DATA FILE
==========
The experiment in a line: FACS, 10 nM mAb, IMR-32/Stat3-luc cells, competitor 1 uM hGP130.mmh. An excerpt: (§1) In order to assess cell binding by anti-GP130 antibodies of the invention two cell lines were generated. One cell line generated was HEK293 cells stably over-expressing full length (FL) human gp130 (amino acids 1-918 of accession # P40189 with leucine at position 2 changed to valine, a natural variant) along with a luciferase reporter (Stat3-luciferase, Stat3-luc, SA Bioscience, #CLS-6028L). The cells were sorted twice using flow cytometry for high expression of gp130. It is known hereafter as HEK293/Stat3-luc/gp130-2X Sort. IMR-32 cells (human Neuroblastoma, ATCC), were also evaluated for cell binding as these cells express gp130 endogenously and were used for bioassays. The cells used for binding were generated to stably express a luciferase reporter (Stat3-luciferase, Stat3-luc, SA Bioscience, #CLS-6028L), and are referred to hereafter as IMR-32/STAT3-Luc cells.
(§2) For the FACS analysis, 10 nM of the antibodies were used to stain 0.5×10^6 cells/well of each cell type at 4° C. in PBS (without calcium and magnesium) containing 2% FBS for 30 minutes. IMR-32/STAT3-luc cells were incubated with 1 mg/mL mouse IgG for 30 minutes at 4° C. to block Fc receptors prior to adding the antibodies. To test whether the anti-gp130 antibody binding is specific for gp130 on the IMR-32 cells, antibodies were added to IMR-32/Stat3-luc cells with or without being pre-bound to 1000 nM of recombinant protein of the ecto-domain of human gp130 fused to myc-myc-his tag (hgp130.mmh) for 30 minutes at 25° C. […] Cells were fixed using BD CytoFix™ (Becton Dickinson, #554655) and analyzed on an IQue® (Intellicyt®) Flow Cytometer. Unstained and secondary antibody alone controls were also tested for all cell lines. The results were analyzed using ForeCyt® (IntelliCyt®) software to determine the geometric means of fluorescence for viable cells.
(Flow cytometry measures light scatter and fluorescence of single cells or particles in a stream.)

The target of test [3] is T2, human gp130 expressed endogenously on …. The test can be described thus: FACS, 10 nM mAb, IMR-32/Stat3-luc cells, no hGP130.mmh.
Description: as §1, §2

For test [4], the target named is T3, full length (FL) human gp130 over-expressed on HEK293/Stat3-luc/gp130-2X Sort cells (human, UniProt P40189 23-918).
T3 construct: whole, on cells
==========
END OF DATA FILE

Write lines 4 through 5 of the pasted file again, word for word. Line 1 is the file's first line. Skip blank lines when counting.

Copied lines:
The target of test [3] is T2, human gp130 expressed endogenously on …. The test can be described thus: FACS, 10 nM mAb, IMR-32/Stat3-luc cells, no hGP130.mmh.
Description: as §1, §2